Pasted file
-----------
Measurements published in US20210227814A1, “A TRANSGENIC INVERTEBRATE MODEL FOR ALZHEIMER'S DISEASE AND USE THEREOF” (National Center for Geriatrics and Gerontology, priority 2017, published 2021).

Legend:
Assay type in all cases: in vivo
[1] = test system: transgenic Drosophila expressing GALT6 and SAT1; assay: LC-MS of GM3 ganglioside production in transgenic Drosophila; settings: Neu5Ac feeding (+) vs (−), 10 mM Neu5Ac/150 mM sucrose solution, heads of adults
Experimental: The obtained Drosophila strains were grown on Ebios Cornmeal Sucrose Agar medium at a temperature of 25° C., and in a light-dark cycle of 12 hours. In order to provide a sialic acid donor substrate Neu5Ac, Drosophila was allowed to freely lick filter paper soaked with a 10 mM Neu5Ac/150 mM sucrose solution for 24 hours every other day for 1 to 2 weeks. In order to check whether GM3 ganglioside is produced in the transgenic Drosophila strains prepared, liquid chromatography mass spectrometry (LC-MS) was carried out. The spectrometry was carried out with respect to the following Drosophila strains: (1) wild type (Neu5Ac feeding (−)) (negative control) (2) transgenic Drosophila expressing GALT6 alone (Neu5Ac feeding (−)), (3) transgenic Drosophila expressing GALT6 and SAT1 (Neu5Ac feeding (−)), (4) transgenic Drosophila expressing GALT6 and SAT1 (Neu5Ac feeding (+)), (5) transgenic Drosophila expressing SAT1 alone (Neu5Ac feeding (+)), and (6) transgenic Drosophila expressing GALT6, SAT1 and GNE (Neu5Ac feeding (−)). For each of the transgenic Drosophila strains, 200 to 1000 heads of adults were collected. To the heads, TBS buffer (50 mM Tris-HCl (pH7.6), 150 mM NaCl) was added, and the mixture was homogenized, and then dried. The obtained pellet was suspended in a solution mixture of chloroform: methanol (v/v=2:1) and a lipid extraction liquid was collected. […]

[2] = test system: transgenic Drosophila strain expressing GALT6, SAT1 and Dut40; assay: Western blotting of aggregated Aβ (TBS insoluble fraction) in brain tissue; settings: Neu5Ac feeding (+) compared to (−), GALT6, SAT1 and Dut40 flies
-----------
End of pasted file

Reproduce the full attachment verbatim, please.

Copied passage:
Measurements published in US20210227814A1, “A TRANSGENIC INVERTEBRATE MODEL FOR ALZHEIMER'S DISEASE AND USE THEREOF” (National Center for Geriatrics and Gerontology, priority 2017, published 2021).

Legend:
Assay type in all cases: in vivo
[1] = test system: transgenic Drosophila expressing GALT6 and SAT1; assay: LC-MS of GM3 ganglioside production in transgenic Drosophila; settings: Neu5Ac feeding (+) vs (−), 10 mM Neu5Ac/150 mM sucrose solution, heads of adults
Experimental: The obtained Drosophila strains were grown on Ebios Cornmeal Sucrose Agar medium at a temperature of 25° C., and in a light-dark cycle of 12 hours. In order to provide a sialic acid donor substrate Neu5Ac, Drosophila was allowed to freely lick filter paper soaked with a 10 mM Neu5Ac/150 mM sucrose solution for 24 hours every other day for 1 to 2 weeks. In order to check whether GM3 ganglioside is produced in the transgenic Drosophila strains prepared, liquid chromatography mass spectrometry (LC-MS) was carried out. The spectrometry was carried out with respect to the following Drosophila strains: (1) wild type (Neu5Ac feeding (−)) (negative control) (2) transgenic Drosophila expressing GALT6 alone (Neu5Ac feeding (−)), (3) transgenic Drosophila expressing GALT6 and SAT1 (Neu5Ac feeding (−)), (4) transgenic Drosophila expressing GALT6 and SAT1 (Neu5Ac feeding (+)), (5) transgenic Drosophila expressing SAT1 alone (Neu5Ac feeding (+)), and (6) transgenic Drosophila expressing GALT6, SAT1 and GNE (Neu5Ac feeding (−)). For each of the transgenic Drosophila strains, 200 to 1000 heads of adults were collected. To the heads, TBS buffer (50 mM Tris-HCl (pH7.6), 150 mM NaCl) was added, and the mixture was homogenized, and then dried. The obtained pellet was suspended in a solution mixture of chloroform: methanol (v/v=2:1) and a lipid extraction liquid was collected. […]

[2] = test system: transgenic Drosophila strain expressing GALT6, SAT1 and Dut40; assay: Western blotting of aggregated Aβ (TBS insoluble fraction) in brain tissue; settings: Neu5Ac feeding (+) compared to (−), GALT6, SAT1 and Dut40 flies